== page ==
If we like it or not, the keyword is ‘priorities’. It’s because none of us has unlimited time (or the resources to make up for it). Except maybe Elon Musk.
On a business level, the story isn’t that complicated. When we quote for a job, we do take various aspects in consideration, for example the overall budget of the project and the value that our work will add to it. But ultimately we calculate how much time we would need to put into it. Taking into account the project’s time frame we will find out if we can do the project with the resources we have or if we would need to outsource some work.
Either way, we will then aim for delivering the promised work in the given time frame (usually it’s already here when things can get more complicated, because in reality, both the client’s time frame and the required work are moving targets). We work on a ‘first come, first served’ base, so while any additional job might require us to re-shuffle resources, we would never allow this to jeopardise any project that is already running.
It’s getting more difficult though when it comes to speculative work. As you can guess from the coquine![design] portfolio, we do a lot of speculative work. It’s the famous ‘I was just having a shower when an idea hit me…‘ scenario. As much as we are admittedly over-creative dreamers and would always chase an idea that we feel has great potential, we still have to pay our bills like everybody else, so any project with a client attached to it has always priority.
While this almost sounds like working for clients is something like a necessary evil, it isn’t. We do enjoy the projects we accept and we do enjoy working with the client.
What we don’t enjoy is putting projects on the back burner, so we always try to find a way to juggle our resources and progress our own projects while delivering the work in time. No shortcuts, but there’s always a bit of time left after midnight…
“At least that has been the case until recently, when a new project suddenly popped into our life, that immediately took priority over pretty much everything else. Quickly we learned that this new project was starting to consume a lot of our resources and will continue to do so for many years. Strangely, it also makes us very happy”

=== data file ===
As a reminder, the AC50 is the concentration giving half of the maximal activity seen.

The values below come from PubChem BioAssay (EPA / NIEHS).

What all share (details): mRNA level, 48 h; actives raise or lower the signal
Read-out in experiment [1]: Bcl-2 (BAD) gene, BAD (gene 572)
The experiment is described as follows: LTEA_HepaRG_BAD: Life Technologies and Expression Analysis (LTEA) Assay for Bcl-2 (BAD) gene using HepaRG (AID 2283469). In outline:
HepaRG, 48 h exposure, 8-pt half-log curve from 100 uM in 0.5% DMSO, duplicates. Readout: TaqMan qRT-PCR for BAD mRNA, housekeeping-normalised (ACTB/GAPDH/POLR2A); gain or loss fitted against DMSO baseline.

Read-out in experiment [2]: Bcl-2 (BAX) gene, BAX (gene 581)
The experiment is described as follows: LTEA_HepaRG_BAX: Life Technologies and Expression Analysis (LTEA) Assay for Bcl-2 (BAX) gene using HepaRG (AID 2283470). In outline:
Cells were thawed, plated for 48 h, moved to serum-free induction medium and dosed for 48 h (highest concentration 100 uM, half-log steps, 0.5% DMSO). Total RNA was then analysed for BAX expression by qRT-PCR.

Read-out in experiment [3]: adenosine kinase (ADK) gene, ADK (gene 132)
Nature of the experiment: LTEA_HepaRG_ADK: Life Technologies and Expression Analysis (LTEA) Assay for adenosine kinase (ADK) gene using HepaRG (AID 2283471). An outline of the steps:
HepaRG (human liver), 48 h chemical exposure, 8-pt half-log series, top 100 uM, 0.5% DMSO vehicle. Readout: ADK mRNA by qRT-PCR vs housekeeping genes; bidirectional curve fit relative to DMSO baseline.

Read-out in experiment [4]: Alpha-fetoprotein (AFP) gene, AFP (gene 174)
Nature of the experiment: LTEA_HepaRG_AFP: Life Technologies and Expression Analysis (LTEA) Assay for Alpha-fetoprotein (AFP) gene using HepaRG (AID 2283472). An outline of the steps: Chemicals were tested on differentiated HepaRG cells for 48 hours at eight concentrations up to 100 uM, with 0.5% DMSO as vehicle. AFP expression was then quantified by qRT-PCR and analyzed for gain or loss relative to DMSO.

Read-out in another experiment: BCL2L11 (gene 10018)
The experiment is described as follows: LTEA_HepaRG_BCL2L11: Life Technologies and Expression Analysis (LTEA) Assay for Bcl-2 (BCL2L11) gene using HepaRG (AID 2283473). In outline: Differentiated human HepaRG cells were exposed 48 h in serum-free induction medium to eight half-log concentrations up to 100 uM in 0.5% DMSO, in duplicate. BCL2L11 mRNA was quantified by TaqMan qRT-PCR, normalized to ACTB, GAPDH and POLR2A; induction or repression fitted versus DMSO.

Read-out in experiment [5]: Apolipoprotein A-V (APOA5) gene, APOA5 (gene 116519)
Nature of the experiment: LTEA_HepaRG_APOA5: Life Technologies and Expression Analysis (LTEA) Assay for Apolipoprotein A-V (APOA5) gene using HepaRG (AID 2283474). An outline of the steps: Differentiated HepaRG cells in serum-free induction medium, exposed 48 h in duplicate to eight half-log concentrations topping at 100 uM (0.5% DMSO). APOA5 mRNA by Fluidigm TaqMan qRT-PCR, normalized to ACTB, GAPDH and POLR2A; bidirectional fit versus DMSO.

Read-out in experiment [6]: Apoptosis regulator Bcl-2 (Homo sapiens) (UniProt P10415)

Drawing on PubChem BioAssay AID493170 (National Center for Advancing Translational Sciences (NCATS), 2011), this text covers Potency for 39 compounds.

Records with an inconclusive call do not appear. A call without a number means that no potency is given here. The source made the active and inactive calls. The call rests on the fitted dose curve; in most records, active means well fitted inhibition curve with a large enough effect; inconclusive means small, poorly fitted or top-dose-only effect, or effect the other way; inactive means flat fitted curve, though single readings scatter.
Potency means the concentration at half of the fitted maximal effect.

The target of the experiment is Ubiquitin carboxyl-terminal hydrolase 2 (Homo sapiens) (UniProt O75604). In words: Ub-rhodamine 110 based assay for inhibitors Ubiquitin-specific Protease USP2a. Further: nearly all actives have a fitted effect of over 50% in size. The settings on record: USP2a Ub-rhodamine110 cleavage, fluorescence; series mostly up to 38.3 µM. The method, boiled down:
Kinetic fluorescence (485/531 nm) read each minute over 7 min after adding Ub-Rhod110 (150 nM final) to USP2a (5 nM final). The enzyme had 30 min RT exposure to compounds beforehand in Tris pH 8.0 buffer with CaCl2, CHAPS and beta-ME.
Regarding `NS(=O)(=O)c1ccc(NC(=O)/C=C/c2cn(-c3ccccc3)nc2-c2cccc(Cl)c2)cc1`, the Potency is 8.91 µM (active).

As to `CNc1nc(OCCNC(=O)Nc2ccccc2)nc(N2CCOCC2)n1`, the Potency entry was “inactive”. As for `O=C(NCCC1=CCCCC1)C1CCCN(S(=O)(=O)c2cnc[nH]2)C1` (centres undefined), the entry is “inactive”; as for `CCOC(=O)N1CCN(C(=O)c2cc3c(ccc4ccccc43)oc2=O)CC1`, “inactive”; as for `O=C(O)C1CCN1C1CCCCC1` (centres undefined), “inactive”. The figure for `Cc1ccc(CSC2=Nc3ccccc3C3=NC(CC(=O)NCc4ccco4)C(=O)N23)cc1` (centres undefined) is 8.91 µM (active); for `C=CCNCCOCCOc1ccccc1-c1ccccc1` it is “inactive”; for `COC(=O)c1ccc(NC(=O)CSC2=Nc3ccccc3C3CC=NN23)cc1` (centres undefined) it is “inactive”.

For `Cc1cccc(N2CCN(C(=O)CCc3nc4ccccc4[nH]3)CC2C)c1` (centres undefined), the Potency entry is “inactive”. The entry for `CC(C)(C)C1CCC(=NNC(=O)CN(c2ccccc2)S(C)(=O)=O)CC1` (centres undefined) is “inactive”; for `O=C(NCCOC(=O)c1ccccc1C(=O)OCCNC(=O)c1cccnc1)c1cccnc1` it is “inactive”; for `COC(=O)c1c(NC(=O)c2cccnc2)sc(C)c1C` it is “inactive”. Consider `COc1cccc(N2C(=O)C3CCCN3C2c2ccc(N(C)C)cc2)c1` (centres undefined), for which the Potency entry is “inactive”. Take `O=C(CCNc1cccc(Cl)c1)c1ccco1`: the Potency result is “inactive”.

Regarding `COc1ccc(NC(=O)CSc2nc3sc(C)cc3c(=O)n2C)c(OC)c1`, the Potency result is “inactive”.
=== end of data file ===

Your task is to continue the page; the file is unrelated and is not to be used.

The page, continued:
We probably don’t need to explain what project Christian Leyk is talking about…
As a result, some of the studio’s own developments and some personal projects progressed a bit slower than we would have liked to see, though we are quite optimistic that with time, Gabriel will allow Christian and Ana more sleep at night and the two will come back to juggling family, job and creative life successfully.
“2017 should be an interesting year and I’m quite looking forward to it. It would be only natural to be a little bit disappointed that I didn’t finish putting together the Suzuki in my garage this year (I am, however, very frustrated that I still didn’t figure out why the clutch isn’t working) and that I didn’t get past the first few chapters of re-working the movie script that I’m carrying with me for years by now. Even worse, the search for the necessary funding for the three-wheeler ‘TRACE’ has so far not brought up useable results. On the other hand we made initially good progress with the 10m runabout ‘To Catch A Thief’ and I’m currently working on some new ideas inspired by Gabriel, while sketching and doodling all the things that come to my mind. Business as usual, almost… to tell you the truth, I’m not disappointed at all. Life turned upside down that day in July and since then we’re figuring it out step by step as we go. There’s only one way to describe it… it’s amazing.
Nevertheless, I do hope that I will be able to bring a bit of balance in this chaotic life and make a few things happen. Wish me luck!”